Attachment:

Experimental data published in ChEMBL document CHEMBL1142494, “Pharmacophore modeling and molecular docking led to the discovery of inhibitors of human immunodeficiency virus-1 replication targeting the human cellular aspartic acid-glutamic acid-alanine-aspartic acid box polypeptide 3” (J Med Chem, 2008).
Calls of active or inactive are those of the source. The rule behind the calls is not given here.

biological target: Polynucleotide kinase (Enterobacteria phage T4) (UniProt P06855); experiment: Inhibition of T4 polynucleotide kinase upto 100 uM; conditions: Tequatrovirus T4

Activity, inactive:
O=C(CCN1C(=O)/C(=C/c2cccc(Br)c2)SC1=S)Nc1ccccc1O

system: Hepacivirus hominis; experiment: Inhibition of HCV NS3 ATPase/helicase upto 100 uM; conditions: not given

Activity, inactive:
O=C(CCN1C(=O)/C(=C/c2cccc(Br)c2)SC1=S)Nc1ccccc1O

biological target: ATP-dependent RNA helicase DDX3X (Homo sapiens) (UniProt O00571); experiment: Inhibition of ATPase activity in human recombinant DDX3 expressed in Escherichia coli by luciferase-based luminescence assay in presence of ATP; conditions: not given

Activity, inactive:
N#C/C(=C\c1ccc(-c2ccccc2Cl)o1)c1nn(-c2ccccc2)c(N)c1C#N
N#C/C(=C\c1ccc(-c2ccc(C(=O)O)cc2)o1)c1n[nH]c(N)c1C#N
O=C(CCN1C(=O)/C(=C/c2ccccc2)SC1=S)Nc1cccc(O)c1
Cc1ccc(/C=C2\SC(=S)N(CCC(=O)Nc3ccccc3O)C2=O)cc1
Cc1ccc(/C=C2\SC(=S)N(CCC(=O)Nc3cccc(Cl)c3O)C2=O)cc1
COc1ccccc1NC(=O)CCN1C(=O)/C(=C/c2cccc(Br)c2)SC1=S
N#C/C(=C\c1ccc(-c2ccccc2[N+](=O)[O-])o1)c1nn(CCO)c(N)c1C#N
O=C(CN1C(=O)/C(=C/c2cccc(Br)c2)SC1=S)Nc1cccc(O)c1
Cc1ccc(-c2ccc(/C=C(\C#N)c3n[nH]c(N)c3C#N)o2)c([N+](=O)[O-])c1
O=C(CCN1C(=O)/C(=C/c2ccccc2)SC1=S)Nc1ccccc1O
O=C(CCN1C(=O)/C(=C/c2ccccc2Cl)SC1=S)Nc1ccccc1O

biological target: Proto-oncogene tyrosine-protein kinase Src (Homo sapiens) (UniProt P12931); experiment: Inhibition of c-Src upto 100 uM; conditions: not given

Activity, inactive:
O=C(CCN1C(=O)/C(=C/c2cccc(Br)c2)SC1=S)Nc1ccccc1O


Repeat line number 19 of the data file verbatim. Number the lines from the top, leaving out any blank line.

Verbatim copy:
Cc1ccc(-c2ccc(/C=C(\C#N)c3n[nH]c(N)c3C#N)o2)c([N+](=O)[O-])c1